We are heading off shortly to Los Angeles to attend the Celebration of Life for Frieda Rapoport Caplan, aka the Queen of Kiwi, and, as we do so, we reflect on what made her extraordinary.
First, we would have to say that she turned a handicap — being a woman in business — into an advantage. She told us more than once that for her, at least, being a woman in a man’s world was an advantage. She was remembered and stood out. Of course, as Dick’s letter points out, her advice and counsel were valued.
In the Fear No Fruit
documentary, which we had the honor and pleasure of hosting its European premier at our London Produce Show and Conference
, she explained that “Success came because I never saw obstacles.” More accurately, she saw every obstacle as an opportunity. She told this Pundit that even those men who thought negatively of women in business still remembered her, while they forgot the twentieth young man traipsing through their office trying to sell them something.
Second, God was looking out for her! How did it come to pass that Frieda should be blessed with two daughters! And daughters interested in business! It seems like the whole narrative would have been different had she had sons who wanted to join the business or had been childless. Mick Heatherington, Vice President of Sales at Prophet North America, commented that he was astounded at how many people in in the United Kingdom knew Frieda’s story.
We were proud to play a little part in extending her fame by hosting the documentary premiere of Fear No Fruit in the UK, but her story was unique. Not many women graduated from college in 1945. But Frieda did, graduating from UCLA with a major in economics and political science. Then she found her way, as a woman, in a very male-dominated industry.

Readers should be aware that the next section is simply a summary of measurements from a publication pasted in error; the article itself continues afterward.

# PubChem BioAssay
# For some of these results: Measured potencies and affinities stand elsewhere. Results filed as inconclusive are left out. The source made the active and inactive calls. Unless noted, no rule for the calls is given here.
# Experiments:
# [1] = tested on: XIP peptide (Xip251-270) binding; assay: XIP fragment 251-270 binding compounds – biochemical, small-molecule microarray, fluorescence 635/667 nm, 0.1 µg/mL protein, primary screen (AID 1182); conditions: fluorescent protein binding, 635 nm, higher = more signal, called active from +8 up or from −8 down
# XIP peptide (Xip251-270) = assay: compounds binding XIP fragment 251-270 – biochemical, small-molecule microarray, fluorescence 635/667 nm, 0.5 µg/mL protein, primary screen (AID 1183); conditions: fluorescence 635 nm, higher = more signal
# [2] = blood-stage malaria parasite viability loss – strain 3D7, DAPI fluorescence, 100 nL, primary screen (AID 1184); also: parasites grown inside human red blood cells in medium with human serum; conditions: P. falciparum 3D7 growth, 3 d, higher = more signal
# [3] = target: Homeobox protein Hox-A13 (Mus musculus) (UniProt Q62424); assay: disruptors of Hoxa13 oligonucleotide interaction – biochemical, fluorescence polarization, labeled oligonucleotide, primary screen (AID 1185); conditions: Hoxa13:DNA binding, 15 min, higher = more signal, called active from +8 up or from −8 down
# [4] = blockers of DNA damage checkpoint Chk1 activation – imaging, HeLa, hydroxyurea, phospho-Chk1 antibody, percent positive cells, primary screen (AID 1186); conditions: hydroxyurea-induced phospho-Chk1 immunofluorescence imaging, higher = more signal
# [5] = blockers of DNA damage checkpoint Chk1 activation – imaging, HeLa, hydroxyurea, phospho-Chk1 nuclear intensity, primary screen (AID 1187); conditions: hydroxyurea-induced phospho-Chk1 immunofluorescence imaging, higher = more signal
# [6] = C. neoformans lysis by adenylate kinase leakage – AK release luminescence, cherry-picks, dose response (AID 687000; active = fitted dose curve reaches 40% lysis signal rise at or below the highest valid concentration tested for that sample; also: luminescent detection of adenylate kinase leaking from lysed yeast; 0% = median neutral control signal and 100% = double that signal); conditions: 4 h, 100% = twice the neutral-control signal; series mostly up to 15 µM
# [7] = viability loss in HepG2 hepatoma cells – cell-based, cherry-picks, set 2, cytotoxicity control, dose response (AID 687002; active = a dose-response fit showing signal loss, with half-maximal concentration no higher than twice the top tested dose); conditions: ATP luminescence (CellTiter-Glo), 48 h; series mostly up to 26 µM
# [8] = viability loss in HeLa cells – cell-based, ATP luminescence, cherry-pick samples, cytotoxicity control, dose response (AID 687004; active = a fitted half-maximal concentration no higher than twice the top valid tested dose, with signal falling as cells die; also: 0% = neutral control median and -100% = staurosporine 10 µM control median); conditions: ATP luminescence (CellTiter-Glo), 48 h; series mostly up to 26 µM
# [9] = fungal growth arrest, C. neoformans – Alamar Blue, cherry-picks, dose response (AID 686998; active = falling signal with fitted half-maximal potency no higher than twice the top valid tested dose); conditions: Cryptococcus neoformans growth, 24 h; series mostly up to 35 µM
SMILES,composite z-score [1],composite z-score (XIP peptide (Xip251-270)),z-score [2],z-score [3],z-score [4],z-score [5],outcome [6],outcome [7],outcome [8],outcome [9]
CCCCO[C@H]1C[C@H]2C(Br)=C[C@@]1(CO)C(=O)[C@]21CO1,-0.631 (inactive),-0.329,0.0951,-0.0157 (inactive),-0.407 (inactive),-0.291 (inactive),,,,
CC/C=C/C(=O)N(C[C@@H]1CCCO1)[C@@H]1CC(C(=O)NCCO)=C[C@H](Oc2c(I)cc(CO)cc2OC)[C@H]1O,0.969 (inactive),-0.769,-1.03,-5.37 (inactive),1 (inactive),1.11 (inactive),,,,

Third, Frieda never gave up. When we were researching to write our piece following Frieda’s passing, we were astounded at the number of emails she had sent since the founding of the technology. Some just to us, some we were copied on… and they went to many influential people in the industry. Long after her daughters, Karen and Jackie, were running the business, she remained engaged with the company and the broader industry.
We thank Dick for writing this letter. What it really says is what all those of us who came to know Frieda realize, the person and the moment met. We shall never know her kind again.
The crown jewel of Jewish consolation are the words, Ha’makom yenahem etkhem betokh she’ar avelei Tziyonvi’Yerushalayim
— May God console you among the other mourners of Zion and Jerusalem.
So we extend these words and thoughts to Karen and to Jackie and her husband Doug, to Alex and Sophia, and to Frankie and Rachel.
Karen once commented that Frieda had come to her concerned that she might one day sell the business and Frieda didn’t know what she would do then. Karen promised that if Jackie and Karen ever did sell, they would put in the contract that Frieda could have an office on premises and get to come in whenever she pleased. Well, they don’t need an office now, but there is no doubt Frieda will be looking in on the business that she started and the family, and industry, that she loved.